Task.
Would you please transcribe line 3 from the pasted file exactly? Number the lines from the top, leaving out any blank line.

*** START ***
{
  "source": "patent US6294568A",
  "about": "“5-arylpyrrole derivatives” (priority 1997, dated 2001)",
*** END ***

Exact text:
  "about": "“5-arylpyrrole derivatives” (priority 1997, dated 2001)",